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Balancing athletics and academics

Balancing athletics and academics

At Warren Academy, we love sports! We ARE sports! We take pride in shaping and fine tuning young athletes through high school, through college and even helping them move on to the pros. Recently we had two outstanding young men drafted to play professional football. One will play for the Denver Broncos, while the other will play for the Minnesota Vikings.

But how did they do it? How did they take a high school career and make it flourish into a collegiate and professional career? While it takes an incredible amount of hours in the gym training and practicing, it takes even more time in the classroom. To compete at the division one athletic level in college, all student athletes must meet all the following requirements by the time you graduate high school:

  • Complete 16 core courses
    • Four years of English
    • Three years of math (Algebra 1 or higher)
    • Two years of natural/physical science
    • One additional year of English, math or natural/physical science
    • Two years of social science
    • Four additional years of English, math, natural/physical science, social science, foreign language, comparative religion or philosophy
  • Complete 10 core courses, including seven in English, math or natural/physical science, before your seventh semester. Once you begin your seventh semester, you may not repeat or replace any of those 10 courses to improve your core-course GPA.
  • Earn at least a 2.3 GPA in your core courses.
  • Earn an SAT combined score or ACT sum score matching your core-course GPA on the Division I sliding scale, which balances your test score and core-course GPA. If you have a low test score, you need a higher core-course GPA to be eligible. If you have a low core-course GPA, you need a higher test score to be eligible.

Once our athletes make it to college, it can be tricky to stay eligible to compete. There are many distractions. That’s where we want to help you stay on track. There are three simple tips to staying strong in the classroom and on the field.

Stay organized

Keeping a planner or agenda is a great way to manage your time. Teachers provide syllabuses at the beginning of the school year outlining important due dates and exams. In addition, sports practices and games are generally predetermined as well.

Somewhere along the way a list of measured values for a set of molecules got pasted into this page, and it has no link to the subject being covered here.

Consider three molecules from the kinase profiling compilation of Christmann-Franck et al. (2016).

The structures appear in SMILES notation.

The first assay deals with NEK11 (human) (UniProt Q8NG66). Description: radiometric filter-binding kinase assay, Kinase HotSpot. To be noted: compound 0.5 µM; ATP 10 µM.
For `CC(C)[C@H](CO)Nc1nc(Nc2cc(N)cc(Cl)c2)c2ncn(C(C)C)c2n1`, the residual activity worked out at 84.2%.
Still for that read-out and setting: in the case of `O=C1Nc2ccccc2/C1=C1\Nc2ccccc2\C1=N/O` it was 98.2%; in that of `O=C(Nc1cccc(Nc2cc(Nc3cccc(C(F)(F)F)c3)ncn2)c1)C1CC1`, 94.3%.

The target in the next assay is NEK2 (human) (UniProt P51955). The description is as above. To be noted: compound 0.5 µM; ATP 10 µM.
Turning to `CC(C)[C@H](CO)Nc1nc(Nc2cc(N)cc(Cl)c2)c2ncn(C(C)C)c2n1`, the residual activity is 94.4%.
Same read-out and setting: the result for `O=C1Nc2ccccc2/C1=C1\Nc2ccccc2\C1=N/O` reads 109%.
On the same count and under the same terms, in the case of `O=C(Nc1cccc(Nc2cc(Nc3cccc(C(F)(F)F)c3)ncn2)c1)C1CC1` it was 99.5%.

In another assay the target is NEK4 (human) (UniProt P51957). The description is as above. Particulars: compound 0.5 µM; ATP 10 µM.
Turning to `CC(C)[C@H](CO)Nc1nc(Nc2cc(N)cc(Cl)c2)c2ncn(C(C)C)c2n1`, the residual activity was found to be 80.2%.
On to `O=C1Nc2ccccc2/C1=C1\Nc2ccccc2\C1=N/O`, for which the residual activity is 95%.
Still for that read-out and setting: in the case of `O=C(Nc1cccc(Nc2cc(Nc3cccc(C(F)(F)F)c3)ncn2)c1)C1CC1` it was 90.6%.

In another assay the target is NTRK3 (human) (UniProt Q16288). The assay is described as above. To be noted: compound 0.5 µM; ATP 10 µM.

We recommend comparing your schedules and making an agenda ahead of time in order to plan accordingly. For example, if you know you have basketball practice on Tuesday and Thursday and a biology test on Friday, plan to use Monday and Wednesday evenings to study!

Sports aid academic success, not hinder

Believe it or not, school athletics are meant to help you excel! In fact, statistically speaking, students that participate in team sports are more likely to have higher grade point averages.

In addition, students involved in sports have a more positive attitude towards school and are generally higher achievers. If you find school athletics are hurting your academic progress, it’s important to start planning more effectively. Sports are meant to help your education, not hinder it!

Academics ARE IMPORTANT

It is important to remind yourself that your education ultimately should come first. The true purpose of school sports is to help build valuable team-playing and time management skills that complement your academic success and your college applications. Regardless of how skilled a student may be at a given sport, all schools have a minimum GPA requirement.

Although we’ve all heard the incredible stories about talented high school athletes being drafted into college or pro teams, the fact is, this rarely happens. According to the NCAA, only 7% of students that play sports in high school will move on to NCAA athletics. Considering these competitive figures, a student that has succeeded in school sports in addition to having good grades will undoubtedly appear more impressive on any college application.

DREAM, one of the Midwest’s well-known youth mentoring organizations, provides life-changing and life-enriching experiences to at-risk youth through mentoring and after-school programs in Omaha, Nebraska, and Springfield, Missouri. Their proven approach puts children in a comfortable setting where they’re encouraged to discuss openly, learn, and grow as individuals. Are you interested in getting involved with DREAM? Contact us today.